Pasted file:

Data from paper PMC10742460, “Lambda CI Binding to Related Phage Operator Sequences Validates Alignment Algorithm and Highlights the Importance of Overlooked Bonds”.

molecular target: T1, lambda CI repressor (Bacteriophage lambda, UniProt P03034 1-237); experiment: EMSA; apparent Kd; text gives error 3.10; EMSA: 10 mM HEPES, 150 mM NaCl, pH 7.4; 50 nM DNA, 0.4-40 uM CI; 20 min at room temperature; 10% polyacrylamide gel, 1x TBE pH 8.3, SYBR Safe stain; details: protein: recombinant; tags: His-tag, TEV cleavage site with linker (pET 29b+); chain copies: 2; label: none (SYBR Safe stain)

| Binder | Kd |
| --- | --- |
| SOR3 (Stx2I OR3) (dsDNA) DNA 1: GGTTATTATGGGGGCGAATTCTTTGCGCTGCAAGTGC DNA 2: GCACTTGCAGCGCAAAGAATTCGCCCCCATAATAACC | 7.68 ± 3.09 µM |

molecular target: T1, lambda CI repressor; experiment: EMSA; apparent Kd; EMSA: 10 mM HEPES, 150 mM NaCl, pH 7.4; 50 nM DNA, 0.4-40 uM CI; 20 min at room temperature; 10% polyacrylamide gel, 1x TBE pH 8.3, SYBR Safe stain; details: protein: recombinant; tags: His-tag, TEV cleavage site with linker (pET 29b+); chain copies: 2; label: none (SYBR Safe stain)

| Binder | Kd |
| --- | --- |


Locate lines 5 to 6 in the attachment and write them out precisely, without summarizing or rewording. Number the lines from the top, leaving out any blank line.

| SOR3 (Stx2I OR3) (dsDNA) DNA 1: GGTTATTATGGGGGCGAATTCTTTGCGCTGCAAGTGC DNA 2: GCACTTGCAGCGCAAAGAATTCGCCCCCATAATAACC | 7.68 ± 3.09 µM |

molecular target: T1, lambda CI repressor; experiment: EMSA; apparent Kd; EMSA: 10 mM HEPES, 150 mM NaCl, pH 7.4; 50 nM DNA, 0.4-40 uM CI; 20 min at room temperature; 10% polyacrylamide gel, 1x TBE pH 8.3, SYBR Safe stain; details: protein: recombinant; tags: His-tag, TEV cleavage site with linker (pET 29b+); chain copies: 2; label: none (SYBR Safe stain)